A good subject line is essential because it directly affects both your deliverability and open rates.
- Bad subject line content can get your email flagged as spam and blocked, or simply ignored by the recipient.
- Good subject line content will ensure your mail gets through to the recipient, and improves your open rates.
In this guide we give you some practical tips on how to get this critical content right every time. First and foremost, remember that most email clients use keyword filters which check for content that indicates spam. You must therefore avoid using words associated with spam at all costs. To help you with this, we have drawn up a list of known spam keywords.
General guidelines for writing subject line content
Typical spam subject lines are sensational and overly inviting. To differentiate your own emails from spam, make your subject lines clear, informative and unequivocal.
Remember that you can also use the pre-header in your email to provide more information, which makes writing the subject line itself a little easier.
Here are some helpful Dos and Don’ts:
- Make your point early in the subject line. You only have 50-70 characters to work with so get to the point quickly. Note that it is only 40-50 characters if the message is displayed on a mobile device.
- Keep your subject lines as close to 50 characters as you can. If it’s too short then it’s less likely to make the recipient want to open.
- Use normal sentence capitalization (the first letter of the first word only).
- Spell check your subject line! If your word processing software says there’s a problem, then there is a good chance that it will be flagged as suspicious when sending the email.
- Engage the recipient with genuine questions, such as: Have you ever seen wild dolphins?
- Make the pre-header work with the subject line, e.g.:
Subject line: Have you ever seen wild dolphins?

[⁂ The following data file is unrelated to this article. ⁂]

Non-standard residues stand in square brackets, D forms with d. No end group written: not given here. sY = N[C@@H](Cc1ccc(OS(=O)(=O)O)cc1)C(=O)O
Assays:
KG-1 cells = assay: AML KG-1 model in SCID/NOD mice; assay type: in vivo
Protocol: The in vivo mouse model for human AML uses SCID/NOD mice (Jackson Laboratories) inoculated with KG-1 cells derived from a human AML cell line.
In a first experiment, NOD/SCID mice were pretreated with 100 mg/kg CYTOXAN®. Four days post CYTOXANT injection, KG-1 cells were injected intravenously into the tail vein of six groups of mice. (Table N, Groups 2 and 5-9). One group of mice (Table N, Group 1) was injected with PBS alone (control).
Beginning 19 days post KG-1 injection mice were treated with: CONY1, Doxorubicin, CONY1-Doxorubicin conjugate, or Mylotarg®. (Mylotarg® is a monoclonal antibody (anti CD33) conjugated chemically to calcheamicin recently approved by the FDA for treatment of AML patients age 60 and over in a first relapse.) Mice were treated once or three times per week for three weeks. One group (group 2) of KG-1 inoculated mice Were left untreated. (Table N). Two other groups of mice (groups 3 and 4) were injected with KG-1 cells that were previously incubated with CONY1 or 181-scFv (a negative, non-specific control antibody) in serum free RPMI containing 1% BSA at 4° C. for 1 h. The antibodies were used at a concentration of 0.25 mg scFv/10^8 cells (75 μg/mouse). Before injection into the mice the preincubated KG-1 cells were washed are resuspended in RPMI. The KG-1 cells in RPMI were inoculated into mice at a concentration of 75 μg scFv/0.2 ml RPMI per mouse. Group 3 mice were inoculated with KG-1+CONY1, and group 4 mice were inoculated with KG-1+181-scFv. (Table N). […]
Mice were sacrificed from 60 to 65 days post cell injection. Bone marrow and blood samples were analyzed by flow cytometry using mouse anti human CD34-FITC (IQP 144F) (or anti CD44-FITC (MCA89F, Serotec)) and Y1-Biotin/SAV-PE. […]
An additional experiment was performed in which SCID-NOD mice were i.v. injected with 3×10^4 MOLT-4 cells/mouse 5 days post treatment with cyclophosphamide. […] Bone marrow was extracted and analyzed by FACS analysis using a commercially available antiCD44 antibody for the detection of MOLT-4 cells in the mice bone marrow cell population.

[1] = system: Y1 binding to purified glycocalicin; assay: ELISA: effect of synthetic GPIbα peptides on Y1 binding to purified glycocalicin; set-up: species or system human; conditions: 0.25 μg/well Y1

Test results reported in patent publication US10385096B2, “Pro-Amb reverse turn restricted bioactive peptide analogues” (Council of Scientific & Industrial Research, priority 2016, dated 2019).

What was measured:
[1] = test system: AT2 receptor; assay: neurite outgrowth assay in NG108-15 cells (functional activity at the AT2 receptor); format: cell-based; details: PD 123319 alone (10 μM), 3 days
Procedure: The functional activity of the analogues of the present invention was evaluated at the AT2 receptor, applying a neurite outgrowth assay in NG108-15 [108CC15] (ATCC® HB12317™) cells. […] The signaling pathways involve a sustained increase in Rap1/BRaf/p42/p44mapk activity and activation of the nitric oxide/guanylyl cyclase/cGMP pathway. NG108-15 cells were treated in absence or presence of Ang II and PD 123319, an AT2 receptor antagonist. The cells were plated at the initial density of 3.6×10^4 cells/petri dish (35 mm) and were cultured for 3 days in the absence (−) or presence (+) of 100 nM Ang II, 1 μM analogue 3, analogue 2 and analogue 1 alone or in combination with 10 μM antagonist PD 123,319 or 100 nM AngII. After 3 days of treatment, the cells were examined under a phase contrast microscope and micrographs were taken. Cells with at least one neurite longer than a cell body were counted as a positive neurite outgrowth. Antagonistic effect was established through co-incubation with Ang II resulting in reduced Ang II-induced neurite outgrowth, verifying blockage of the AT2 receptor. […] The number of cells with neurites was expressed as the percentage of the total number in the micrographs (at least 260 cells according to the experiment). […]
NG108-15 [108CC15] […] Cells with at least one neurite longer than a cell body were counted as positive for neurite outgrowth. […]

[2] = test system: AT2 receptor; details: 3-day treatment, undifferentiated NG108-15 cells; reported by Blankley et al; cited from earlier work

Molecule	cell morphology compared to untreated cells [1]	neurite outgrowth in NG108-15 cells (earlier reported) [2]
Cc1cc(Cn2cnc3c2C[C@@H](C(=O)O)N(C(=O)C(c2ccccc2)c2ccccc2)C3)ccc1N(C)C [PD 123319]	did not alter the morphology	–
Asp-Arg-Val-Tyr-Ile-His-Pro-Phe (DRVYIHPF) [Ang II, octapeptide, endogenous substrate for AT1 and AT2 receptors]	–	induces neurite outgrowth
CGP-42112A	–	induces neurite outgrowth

Pre-header: Come visit our dolphin sanctuary. Learn more about these majestic creatures
- Use numbers to make your content engaging and add a sense of urgency, e.g.: First 300 responders will receive a discount code.
- A/B test your subject line to see which approach your recipients engage with the most, so that you can tailor your approach to maximize open rates.
- Use spammy phrases, i.e. too many sensationalist words or combinations of them make your legitimate content look like spam.
- Try to disguise spam keywords by using bad grammar, for example:
- Adding spaces in words, e.g.: c a s h.
- Repeated words, e.g.: cash cash cash cash.
- No spaces between words, e.g.: cashcashcashcash.
- Irregular capitalization, e.g.: no capitals used, All Words Capitalized.
- Misuse of punctuation, e.g.: no-obligation.
- Inconsistent tenses, e.g.: You can won a prize!
- Use % off in your subject line, standalone % symbols, or currency symbols.
- Use misleading subject lines that do not relate to the content, for example a newsletter about swimming using a subject line about racehorses.
- Use subject lines longer than 50 characters, as some email clients will not display more than that. The exact number of characters depends on the characters and encoding used, but subject lines longer than 256 bytes will normally be automatically truncated.
If you follow the above advice, you will help reduce the possibility of your mail being flagged as spam, and provide a stable baseline from which to grow your response rates.
Remember – it is all too easy to focus your the attention on the content of the email itself, and not give enough care to the subject line. This runs the risk of undoing all your hard work because the content isn’t seen.
Emojis in the subject line
How do emojis affect subject line length?
The length of the subject line is primarily important since different devices only display the first few characters of the subject line (50-70 characters as mentioned above). Emojis are wider than normal characters, so you are advised to test how your subject line appears on different devices when you use many emojis. As a rule of thumb, you should count each as 2 characters.
Do multicharacter emojis affect spam filters?
Some emojis are represented by the computer as multiple UTF-8 characters. These emojis are rarely used, but they could in theory make the subject line look longer than it actually is for some spam filters. It is usually not a problem in practice since subject line length is only one (and minor) factor in spam scoring.